The fog of her grief made it very hard from our point of view to see whether she had truly reached out and taken hold of that Hope. Only God knows the answer to that question. Our job was simply to tell her of that Hope and to love her, comfort her, and to meet the needs we could meet.

As the story in Winter’s Prey moves along the Bennetts find that grief is not a problem to be solved but rather a journey to be taken. At times it is a long, slow, arduous journey. Perhaps that is why God had to command us to weep with those who weep. It isn’t something that comes naturally. The whole soul cries only for a moment, while the grieving soul weeps for a night that seems eternal. Attending a funeral is one thing, slogging through the trench of transition with the mourning is another. It is a journey laden with care and burdens and worry, all of which must be taken to the Lord. And that is where Marc’s solution comes into the picture: Pray.

Are there grieving souls in your life?

Pray for them.

Do you see them making decisions that you don’t understand?

Pray for them.

Do you see them acting in ways they’ve never acted before?

Pray for them.

Do you see them hurting those they love the most?

Pray for them.

And then do something more:

Love them.

God did not give us the fruits of the Spirit to waste on ourselves. He gave them to be shared with those around us. Let Him pour out His love, joy, peace, longsuffering, gentleness, goodness, faith, meekness, and temperance through you and into their lives. Study out what it means to truly love, to extend charity, and then live it toward the hurting around you. They may not receive it the way you want them to or even would expect them to, but that is not up to you. Your part is simply to love them as God loves you. We don’t always return His love either, but He loves us still.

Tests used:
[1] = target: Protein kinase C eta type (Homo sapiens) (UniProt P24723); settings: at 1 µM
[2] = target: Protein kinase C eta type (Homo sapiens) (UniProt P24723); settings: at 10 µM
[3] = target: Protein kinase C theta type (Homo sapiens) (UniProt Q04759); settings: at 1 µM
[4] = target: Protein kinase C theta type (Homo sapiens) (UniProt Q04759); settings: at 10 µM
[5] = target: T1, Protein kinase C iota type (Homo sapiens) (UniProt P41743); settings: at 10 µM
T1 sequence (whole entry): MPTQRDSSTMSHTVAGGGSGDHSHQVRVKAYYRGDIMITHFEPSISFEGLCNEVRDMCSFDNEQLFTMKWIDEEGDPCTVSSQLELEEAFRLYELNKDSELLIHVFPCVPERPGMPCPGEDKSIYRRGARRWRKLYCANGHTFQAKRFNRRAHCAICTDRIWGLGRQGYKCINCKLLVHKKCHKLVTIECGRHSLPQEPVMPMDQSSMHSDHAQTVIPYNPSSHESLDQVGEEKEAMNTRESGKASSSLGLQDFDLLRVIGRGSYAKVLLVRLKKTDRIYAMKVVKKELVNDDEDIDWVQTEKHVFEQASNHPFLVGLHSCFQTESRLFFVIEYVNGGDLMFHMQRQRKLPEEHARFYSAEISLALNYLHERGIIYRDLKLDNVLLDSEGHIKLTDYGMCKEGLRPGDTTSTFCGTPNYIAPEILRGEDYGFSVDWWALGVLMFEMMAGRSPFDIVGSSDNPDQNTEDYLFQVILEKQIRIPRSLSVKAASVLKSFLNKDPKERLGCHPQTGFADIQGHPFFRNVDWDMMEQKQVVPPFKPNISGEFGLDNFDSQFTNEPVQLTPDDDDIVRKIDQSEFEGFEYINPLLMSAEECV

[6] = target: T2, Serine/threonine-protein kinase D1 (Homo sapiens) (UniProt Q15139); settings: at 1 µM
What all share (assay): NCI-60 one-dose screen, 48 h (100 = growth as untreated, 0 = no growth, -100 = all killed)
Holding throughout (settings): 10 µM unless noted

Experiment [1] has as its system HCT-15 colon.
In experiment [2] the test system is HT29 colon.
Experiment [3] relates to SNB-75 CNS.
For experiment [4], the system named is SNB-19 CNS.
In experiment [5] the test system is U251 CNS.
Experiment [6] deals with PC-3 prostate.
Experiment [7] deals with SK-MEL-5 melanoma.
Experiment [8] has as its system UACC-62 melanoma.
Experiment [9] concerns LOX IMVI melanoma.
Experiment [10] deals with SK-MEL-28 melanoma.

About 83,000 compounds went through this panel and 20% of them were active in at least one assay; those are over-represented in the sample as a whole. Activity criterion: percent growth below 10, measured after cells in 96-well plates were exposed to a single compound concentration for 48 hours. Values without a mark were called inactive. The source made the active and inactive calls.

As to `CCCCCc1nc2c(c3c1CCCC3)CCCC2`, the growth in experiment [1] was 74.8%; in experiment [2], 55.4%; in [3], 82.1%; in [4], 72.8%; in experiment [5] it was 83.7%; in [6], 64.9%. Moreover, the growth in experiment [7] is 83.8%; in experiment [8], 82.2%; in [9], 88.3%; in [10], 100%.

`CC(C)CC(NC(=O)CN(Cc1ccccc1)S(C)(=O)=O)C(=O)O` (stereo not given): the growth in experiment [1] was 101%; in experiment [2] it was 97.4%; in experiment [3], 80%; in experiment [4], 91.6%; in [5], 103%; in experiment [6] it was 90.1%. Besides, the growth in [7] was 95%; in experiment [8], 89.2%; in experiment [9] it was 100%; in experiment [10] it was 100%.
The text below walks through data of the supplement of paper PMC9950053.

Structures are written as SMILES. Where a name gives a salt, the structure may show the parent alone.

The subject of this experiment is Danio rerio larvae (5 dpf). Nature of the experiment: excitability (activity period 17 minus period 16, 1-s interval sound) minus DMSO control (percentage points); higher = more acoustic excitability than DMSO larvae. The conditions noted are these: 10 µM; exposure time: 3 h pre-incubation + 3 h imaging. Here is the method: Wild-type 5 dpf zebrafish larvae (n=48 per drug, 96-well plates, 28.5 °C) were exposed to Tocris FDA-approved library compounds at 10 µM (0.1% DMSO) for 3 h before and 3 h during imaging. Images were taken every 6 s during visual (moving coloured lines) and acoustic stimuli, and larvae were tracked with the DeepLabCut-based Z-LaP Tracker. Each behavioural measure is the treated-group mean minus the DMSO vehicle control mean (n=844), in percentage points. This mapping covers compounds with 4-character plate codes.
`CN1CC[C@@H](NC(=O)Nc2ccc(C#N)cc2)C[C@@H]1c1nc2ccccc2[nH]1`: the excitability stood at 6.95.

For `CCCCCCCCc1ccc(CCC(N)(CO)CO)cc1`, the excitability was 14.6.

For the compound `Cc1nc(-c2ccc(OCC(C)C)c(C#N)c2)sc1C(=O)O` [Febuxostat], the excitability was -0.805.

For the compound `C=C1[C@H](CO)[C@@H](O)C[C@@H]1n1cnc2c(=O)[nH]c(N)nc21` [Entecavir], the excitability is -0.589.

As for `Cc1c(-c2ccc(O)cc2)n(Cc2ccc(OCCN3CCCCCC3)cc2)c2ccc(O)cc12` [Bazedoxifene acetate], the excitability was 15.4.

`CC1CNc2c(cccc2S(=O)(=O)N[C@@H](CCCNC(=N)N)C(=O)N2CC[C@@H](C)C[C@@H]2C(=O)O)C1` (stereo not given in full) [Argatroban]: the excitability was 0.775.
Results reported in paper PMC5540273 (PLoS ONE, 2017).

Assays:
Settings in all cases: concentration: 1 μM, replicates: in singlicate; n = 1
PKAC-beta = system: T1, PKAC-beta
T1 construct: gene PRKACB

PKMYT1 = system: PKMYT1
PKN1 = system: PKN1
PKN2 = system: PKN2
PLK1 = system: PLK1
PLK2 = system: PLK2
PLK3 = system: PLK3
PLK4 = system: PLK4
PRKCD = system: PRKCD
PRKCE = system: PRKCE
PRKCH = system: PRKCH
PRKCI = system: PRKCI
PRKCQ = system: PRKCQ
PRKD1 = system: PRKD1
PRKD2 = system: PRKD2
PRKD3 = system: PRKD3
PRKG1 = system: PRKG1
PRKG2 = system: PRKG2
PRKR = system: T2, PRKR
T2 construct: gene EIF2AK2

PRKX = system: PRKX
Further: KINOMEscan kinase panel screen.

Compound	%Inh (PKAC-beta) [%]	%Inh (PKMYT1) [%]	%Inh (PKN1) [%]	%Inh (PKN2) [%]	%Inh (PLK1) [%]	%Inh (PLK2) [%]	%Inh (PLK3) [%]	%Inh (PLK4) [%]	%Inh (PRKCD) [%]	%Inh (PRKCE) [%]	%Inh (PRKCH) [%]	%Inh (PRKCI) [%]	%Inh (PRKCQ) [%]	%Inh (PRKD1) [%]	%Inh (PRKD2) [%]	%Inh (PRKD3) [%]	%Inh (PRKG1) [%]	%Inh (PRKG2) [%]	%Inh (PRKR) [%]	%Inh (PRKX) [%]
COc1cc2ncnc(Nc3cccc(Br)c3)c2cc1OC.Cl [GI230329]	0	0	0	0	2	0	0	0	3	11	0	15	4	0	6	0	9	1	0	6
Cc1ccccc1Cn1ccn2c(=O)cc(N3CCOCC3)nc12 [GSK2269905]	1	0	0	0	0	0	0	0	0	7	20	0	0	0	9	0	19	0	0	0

God makes an amazing promise to the grieving soul. He says, “Blessed are they that mourn for they shall be comforted.” The Greek word translated “mourn” means “to wail”. This person isn’t just a little bit sorrowful! No, this person feels as though their heart has been ripped from their chest. And yet God says they are happy—because they will be comforted. The Holy Spirit is the great Comforter. But God has also made it clear that He “comforteth us in all our tribulation, that we may be able to comfort them which are in any trouble, by the comfort wherewith we ourselves have been comforted of God.”

Are you a grieving soul? Let the hope of Christ be your strength. Let the Holy Spirit come alongside to strengthen, encourage, and guide you. Are you struggling to know how to respond to a grieving soul? Pray for them. Love them. Walk along side of them and let the Lord comfort them through you, however long it takes. Grow together not apart. The path might not be easy for either of you, but in the end you will find that God’s promise is true—you will find the happiness of His blessing and comfort.


SANYO DIGITAL CAMERAAbout Rachel Miller

I am the author of four books, including my newest release, Winter’s Prey. I am also the Executive Director of Forbid Them Not Ministries, the happy aunt of ten nieces and nephews, and slightly addicted to life in Montana.

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The Gift Beneath the Wrapping

Yesterday morning as the children in our church and I were all walking out of the auditorium to go to Junior Church, our pastor stopped us and asked the children an interesting question.

“Do you like surprises—gifts—to be wrapped and done up all fancy, or would you rather just have them handed to you?” he said.

The children were a little surprised at first, and, to be honest, I was wondering if they would now be expecting a surprise when we got to class. I held my breath, waiting to see how this would all unfold. Eventually, most of the children said they would like to have their surprises wrapped up because it’s fun to unwrap the gift.